2. Accommodate people with pre-existing health conditions. The price of insurance naturally reflects added risk. That’s why beach houses cost more to insure than a typical suburban home. Yet there is a reasonable social consensus that people should not be penalized financially for health problems that are largely outside of their control.
So as long as someone remains insured, he should be allowed to move from employer coverage to the individual market without facing exclusions or higher premiums based on his health status. If someone chooses voluntarily not to get coverage, state regulation could allow for an assessment of the risk when the person returns to the market.
This would prevent healthy people from waiting until they get sick to buy insurance, which is one reason ObamaCare’s insurance markets are unstable. The refundable tax credit ensures that everyone, including the unemployed, can get access to at least catastrophic insurance and maintain continuous coverage. Well-run and properly funded high-risk pools can help address the inevitable cases of expensive claims for the remaining uninsured.
3. Allow broad access to health-savings accounts. ObamaCare pushed millions of Americans into high-deductible insurance without giving them the opportunity to save and pay for care before insurance kicks in. There should be a one-time federal tax credit to encourage all Americans to open an HSA and begin using it to pay for routine medical bills. And HSAs combined with high-deductible insurance should be incorporated directly into the Medicare and Medicaid programs.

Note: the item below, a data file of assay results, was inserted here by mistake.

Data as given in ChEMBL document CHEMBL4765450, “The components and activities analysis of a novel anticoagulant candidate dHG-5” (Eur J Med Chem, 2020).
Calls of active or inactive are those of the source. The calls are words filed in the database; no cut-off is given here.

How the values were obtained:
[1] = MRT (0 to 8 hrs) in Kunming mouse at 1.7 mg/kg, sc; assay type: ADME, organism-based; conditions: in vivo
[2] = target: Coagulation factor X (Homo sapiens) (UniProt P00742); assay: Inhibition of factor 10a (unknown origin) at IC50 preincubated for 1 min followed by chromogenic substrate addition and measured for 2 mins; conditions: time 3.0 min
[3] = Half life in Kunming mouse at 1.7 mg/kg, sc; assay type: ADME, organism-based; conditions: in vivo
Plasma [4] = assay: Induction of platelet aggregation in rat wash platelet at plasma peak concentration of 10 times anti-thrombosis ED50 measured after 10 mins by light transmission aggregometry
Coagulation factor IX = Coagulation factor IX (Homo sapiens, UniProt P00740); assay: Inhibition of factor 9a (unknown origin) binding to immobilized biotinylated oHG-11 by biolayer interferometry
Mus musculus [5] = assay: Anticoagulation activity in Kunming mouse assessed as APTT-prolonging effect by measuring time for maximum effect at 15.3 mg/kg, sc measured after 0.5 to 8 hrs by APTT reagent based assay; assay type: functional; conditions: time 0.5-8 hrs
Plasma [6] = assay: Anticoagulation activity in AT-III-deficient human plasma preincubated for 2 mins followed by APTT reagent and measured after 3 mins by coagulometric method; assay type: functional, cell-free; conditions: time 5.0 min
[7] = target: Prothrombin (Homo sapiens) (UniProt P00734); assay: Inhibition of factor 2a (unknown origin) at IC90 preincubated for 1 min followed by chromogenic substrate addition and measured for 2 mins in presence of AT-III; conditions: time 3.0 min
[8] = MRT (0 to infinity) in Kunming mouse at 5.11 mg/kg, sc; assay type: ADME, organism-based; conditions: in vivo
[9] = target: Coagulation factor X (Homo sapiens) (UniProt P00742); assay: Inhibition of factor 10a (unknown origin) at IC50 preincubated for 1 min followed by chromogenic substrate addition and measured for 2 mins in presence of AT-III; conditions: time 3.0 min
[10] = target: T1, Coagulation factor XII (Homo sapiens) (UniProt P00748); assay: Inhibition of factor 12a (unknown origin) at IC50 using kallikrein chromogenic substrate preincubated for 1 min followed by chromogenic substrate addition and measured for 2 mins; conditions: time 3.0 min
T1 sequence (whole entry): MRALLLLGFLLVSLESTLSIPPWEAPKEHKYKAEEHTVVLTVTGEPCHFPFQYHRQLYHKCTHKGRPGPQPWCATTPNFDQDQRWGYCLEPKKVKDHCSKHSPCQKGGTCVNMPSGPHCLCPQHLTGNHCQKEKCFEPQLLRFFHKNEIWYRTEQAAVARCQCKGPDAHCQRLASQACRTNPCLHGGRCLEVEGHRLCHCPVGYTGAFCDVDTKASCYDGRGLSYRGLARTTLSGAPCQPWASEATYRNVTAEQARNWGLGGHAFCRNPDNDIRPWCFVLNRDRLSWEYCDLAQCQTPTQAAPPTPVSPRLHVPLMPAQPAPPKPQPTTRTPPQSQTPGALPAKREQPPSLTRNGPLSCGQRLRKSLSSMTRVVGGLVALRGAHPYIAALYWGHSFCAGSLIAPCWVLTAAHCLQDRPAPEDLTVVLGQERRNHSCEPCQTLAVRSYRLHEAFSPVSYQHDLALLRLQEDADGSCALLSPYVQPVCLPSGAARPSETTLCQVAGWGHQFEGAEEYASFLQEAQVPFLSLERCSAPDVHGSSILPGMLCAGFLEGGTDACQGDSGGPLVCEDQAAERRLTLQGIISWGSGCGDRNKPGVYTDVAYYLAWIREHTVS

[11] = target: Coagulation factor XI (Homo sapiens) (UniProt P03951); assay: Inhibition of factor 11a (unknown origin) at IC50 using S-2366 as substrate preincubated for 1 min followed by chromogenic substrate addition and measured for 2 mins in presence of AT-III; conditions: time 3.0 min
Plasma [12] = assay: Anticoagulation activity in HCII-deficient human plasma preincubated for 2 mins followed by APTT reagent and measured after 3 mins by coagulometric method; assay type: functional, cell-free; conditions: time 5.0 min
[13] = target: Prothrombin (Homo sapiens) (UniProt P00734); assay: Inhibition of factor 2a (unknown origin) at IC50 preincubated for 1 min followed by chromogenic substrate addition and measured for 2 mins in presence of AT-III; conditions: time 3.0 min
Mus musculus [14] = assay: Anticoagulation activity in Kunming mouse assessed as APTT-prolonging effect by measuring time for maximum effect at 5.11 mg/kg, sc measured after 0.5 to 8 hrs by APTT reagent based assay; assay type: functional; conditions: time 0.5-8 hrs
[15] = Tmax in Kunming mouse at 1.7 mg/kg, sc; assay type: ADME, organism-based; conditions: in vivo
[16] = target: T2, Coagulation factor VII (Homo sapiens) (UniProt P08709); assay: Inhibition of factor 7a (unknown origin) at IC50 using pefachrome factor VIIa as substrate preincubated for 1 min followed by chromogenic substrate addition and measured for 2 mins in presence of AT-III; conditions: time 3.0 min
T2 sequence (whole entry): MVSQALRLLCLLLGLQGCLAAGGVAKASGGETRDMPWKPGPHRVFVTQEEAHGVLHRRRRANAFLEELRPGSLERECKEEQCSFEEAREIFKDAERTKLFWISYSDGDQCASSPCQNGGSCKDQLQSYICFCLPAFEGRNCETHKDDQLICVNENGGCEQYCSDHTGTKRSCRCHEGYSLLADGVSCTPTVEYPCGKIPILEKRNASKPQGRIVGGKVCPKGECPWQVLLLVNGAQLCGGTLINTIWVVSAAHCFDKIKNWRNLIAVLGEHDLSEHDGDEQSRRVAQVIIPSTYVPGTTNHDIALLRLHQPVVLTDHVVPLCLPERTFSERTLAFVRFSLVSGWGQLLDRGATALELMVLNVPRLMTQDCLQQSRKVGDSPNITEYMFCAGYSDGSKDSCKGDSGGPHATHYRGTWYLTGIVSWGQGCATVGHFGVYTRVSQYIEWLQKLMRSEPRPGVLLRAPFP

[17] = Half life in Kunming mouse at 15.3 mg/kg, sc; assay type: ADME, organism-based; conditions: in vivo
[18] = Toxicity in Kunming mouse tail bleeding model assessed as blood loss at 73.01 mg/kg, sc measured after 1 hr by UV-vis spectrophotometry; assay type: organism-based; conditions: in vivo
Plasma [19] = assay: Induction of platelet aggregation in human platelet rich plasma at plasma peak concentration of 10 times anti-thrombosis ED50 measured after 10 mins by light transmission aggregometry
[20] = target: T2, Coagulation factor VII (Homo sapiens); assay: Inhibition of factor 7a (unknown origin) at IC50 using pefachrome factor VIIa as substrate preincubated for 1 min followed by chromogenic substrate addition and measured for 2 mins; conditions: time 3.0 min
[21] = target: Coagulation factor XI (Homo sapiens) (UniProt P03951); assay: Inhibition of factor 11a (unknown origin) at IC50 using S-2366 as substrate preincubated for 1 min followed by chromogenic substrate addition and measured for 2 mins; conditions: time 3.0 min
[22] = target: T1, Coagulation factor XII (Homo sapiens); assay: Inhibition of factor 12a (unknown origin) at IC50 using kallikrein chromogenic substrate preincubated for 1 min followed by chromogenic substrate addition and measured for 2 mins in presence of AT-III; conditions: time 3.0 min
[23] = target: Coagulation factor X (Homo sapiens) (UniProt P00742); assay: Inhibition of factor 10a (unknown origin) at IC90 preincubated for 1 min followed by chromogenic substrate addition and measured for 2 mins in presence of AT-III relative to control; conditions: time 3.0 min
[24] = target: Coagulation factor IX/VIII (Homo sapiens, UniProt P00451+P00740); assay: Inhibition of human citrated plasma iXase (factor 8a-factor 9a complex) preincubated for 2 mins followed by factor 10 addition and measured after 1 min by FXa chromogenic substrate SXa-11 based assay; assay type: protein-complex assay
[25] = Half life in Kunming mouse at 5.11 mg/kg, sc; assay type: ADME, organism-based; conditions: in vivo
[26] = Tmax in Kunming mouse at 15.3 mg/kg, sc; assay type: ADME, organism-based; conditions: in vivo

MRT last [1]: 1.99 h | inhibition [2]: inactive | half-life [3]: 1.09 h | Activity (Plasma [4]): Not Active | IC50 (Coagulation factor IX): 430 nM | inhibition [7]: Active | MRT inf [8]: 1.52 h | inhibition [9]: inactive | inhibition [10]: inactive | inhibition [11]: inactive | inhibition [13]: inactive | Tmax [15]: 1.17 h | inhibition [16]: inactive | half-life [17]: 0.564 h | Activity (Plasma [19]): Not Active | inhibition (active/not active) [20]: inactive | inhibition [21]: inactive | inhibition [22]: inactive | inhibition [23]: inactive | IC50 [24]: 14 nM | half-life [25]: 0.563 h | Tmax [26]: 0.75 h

An NBER study from 2015 concluded that families spent between 7% and 22% less on health care in the three years after switching to an HSA. Spending was also lower for outpatient services and pharmaceuticals, without any increase in emergency-room spending.
As millions of consumers begin using HSAs, the medical-care market will begin to transform and deliver services that are convenient and affordable for patients.
4. Deregulate the market for medical services. HSAs will empower the demand side of the market, but suppliers need freedom from regulation to provide packages of services better tailored to people’s needs. For example, those consumers who maintain HSA balances should be allowed to use their resources to purchase direct care—basic services that keep people healthy and treat illnesses and chronic conditions—from physician groups. This might take the form of a monthly fee, a practice sometimes referred to as direct primary care. Today, this could be considered an insurance premium that’s barred by law.
Hospitals and physicians should also be allowed to sell access to their networks of clinics, oncology services, and inpatient facilities as an option to be used in the event a patient is diagnosed with an expensive illness. Medicare patients should be allowed to purchase the option to consult with their caregivers by phone, videoconferencing, or email. These are only some of the needed reforms. Regulation shouldn’t be an obstacle to entrepreneurs crafting more consumer-oriented services, many of which can’t be countenanced under current rules.
American health care is teetering because it relies too much on governmental coercion. A functioning marketplace can deliver high-quality care at lower cost. Now is the time to secure a system that empowers consumers to take command of their health care.
Mr. Capretta and Dr. Gottlieb are resident fellows at the American Enterprise Institute.